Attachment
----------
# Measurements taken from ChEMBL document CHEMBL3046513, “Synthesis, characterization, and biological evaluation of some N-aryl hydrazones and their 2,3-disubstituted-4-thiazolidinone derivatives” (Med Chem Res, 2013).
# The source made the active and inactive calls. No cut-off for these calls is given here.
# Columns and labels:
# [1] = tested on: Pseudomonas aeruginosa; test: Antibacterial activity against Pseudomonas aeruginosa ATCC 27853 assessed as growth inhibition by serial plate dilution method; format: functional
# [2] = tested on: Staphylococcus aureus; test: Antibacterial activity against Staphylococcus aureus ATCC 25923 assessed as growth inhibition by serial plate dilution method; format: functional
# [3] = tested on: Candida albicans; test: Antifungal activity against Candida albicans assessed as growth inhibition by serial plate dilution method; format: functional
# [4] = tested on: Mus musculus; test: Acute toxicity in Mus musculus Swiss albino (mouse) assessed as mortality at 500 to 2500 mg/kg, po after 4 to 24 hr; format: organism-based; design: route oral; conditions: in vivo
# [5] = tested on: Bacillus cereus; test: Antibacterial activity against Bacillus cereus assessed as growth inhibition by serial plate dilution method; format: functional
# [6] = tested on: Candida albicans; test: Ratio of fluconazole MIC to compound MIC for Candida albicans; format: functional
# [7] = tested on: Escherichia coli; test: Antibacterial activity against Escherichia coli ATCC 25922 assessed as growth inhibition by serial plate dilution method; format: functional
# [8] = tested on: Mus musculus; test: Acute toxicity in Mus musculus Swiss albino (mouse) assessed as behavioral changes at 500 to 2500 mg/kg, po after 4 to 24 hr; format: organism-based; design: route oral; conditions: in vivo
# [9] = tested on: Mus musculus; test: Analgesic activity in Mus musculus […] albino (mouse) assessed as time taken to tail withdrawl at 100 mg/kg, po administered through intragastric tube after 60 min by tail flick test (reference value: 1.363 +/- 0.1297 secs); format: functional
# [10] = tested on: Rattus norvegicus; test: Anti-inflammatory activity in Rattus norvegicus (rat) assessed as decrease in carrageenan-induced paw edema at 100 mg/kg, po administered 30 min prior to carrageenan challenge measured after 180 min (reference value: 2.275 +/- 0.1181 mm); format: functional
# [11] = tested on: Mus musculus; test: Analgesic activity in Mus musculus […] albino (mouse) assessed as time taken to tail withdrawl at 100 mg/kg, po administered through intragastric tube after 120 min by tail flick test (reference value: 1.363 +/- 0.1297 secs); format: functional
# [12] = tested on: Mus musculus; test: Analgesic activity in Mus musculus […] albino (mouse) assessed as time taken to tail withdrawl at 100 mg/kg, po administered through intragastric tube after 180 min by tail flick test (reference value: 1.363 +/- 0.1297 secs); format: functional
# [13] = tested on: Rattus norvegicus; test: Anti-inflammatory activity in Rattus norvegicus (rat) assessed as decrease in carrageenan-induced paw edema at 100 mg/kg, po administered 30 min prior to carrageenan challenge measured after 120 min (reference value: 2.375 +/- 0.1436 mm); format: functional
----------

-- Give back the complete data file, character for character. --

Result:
# Measurements taken from ChEMBL document CHEMBL3046513, “Synthesis, characterization, and biological evaluation of some N-aryl hydrazones and their 2,3-disubstituted-4-thiazolidinone derivatives” (Med Chem Res, 2013).
# The source made the active and inactive calls. No cut-off for these calls is given here.
# Columns and labels:
# [1] = tested on: Pseudomonas aeruginosa; test: Antibacterial activity against Pseudomonas aeruginosa ATCC 27853 assessed as growth inhibition by serial plate dilution method; format: functional
# [2] = tested on: Staphylococcus aureus; test: Antibacterial activity against Staphylococcus aureus ATCC 25923 assessed as growth inhibition by serial plate dilution method; format: functional
# [3] = tested on: Candida albicans; test: Antifungal activity against Candida albicans assessed as growth inhibition by serial plate dilution method; format: functional
# [4] = tested on: Mus musculus; test: Acute toxicity in Mus musculus Swiss albino (mouse) assessed as mortality at 500 to 2500 mg/kg, po after 4 to 24 hr; format: organism-based; design: route oral; conditions: in vivo
# [5] = tested on: Bacillus cereus; test: Antibacterial activity against Bacillus cereus assessed as growth inhibition by serial plate dilution method; format: functional
# [6] = tested on: Candida albicans; test: Ratio of fluconazole MIC to compound MIC for Candida albicans; format: functional
# [7] = tested on: Escherichia coli; test: Antibacterial activity against Escherichia coli ATCC 25922 assessed as growth inhibition by serial plate dilution method; format: functional
# [8] = tested on: Mus musculus; test: Acute toxicity in Mus musculus Swiss albino (mouse) assessed as behavioral changes at 500 to 2500 mg/kg, po after 4 to 24 hr; format: organism-based; design: route oral; conditions: in vivo
# [9] = tested on: Mus musculus; test: Analgesic activity in Mus musculus […] albino (mouse) assessed as time taken to tail withdrawl at 100 mg/kg, po administered through intragastric tube after 60 min by tail flick test (reference value: 1.363 +/- 0.1297 secs); format: functional
# [10] = tested on: Rattus norvegicus; test: Anti-inflammatory activity in Rattus norvegicus (rat) assessed as decrease in carrageenan-induced paw edema at 100 mg/kg, po administered 30 min prior to carrageenan challenge measured after 180 min (reference value: 2.275 +/- 0.1181 mm); format: functional
# [11] = tested on: Mus musculus; test: Analgesic activity in Mus musculus […] albino (mouse) assessed as time taken to tail withdrawl at 100 mg/kg, po administered through intragastric tube after 120 min by tail flick test (reference value: 1.363 +/- 0.1297 secs); format: functional
# [12] = tested on: Mus musculus; test: Analgesic activity in Mus musculus […] albino (mouse) assessed as time taken to tail withdrawl at 100 mg/kg, po administered through intragastric tube after 180 min by tail flick test (reference value: 1.363 +/- 0.1297 secs); format: functional
# [13] = tested on: Rattus norvegicus; test: Anti-inflammatory activity in Rattus norvegicus (rat) assessed as decrease in carrageenan-induced paw edema at 100 mg/kg, po administered 30 min prior to carrageenan challenge measured after 120 min (reference value: 2.375 +/- 0.1436 mm); format: functional